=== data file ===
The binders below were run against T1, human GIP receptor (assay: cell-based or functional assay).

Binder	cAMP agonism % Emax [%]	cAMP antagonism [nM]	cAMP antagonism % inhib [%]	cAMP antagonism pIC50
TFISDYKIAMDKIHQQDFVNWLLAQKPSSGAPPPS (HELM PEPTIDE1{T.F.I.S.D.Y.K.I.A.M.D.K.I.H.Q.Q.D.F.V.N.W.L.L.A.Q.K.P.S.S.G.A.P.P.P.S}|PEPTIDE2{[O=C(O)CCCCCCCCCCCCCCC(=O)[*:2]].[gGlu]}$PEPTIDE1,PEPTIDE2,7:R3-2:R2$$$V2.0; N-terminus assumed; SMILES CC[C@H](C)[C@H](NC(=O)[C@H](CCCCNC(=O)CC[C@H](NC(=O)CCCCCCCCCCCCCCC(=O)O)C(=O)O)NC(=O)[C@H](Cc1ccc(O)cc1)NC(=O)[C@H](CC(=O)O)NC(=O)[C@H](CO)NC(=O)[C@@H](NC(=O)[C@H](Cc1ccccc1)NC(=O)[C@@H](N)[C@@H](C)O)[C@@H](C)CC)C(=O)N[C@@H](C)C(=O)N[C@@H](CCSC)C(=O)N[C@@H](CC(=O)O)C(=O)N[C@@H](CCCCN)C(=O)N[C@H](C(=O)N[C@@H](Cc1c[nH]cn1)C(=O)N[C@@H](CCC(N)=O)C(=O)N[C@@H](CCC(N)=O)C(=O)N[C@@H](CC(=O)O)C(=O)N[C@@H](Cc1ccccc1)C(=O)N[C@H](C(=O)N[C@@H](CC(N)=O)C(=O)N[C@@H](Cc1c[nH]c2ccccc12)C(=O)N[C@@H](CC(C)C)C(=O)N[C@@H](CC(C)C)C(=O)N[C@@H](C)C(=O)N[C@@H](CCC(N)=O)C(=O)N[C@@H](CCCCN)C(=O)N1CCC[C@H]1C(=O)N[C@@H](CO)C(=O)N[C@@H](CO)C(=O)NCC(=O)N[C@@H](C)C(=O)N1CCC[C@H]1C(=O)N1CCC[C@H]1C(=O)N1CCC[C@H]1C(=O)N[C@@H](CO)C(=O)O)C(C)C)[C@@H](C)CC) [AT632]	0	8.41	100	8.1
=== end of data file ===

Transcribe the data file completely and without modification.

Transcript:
The binders below were run against T1, human GIP receptor (assay: cell-based or functional assay).

Binder	cAMP agonism % Emax [%]	cAMP antagonism [nM]	cAMP antagonism % inhib [%]	cAMP antagonism pIC50
TFISDYKIAMDKIHQQDFVNWLLAQKPSSGAPPPS (HELM PEPTIDE1{T.F.I.S.D.Y.K.I.A.M.D.K.I.H.Q.Q.D.F.V.N.W.L.L.A.Q.K.P.S.S.G.A.P.P.P.S}|PEPTIDE2{[O=C(O)CCCCCCCCCCCCCCC(=O)[*:2]].[gGlu]}$PEPTIDE1,PEPTIDE2,7:R3-2:R2$$$V2.0; N-terminus assumed; SMILES CC[C@H](C)[C@H](NC(=O)[C@H](CCCCNC(=O)CC[C@H](NC(=O)CCCCCCCCCCCCCCC(=O)O)C(=O)O)NC(=O)[C@H](Cc1ccc(O)cc1)NC(=O)[C@H](CC(=O)O)NC(=O)[C@H](CO)NC(=O)[C@@H](NC(=O)[C@H](Cc1ccccc1)NC(=O)[C@@H](N)[C@@H](C)O)[C@@H](C)CC)C(=O)N[C@@H](C)C(=O)N[C@@H](CCSC)C(=O)N[C@@H](CC(=O)O)C(=O)N[C@@H](CCCCN)C(=O)N[C@H](C(=O)N[C@@H](Cc1c[nH]cn1)C(=O)N[C@@H](CCC(N)=O)C(=O)N[C@@H](CCC(N)=O)C(=O)N[C@@H](CC(=O)O)C(=O)N[C@@H](Cc1ccccc1)C(=O)N[C@H](C(=O)N[C@@H](CC(N)=O)C(=O)N[C@@H](Cc1c[nH]c2ccccc12)C(=O)N[C@@H](CC(C)C)C(=O)N[C@@H](CC(C)C)C(=O)N[C@@H](C)C(=O)N[C@@H](CCC(N)=O)C(=O)N[C@@H](CCCCN)C(=O)N1CCC[C@H]1C(=O)N[C@@H](CO)C(=O)N[C@@H](CO)C(=O)NCC(=O)N[C@@H](C)C(=O)N1CCC[C@H]1C(=O)N1CCC[C@H]1C(=O)N1CCC[C@H]1C(=O)N[C@@H](CO)C(=O)O)C(C)C)[C@@H](C)CC) [AT632]	0	8.41	100	8.1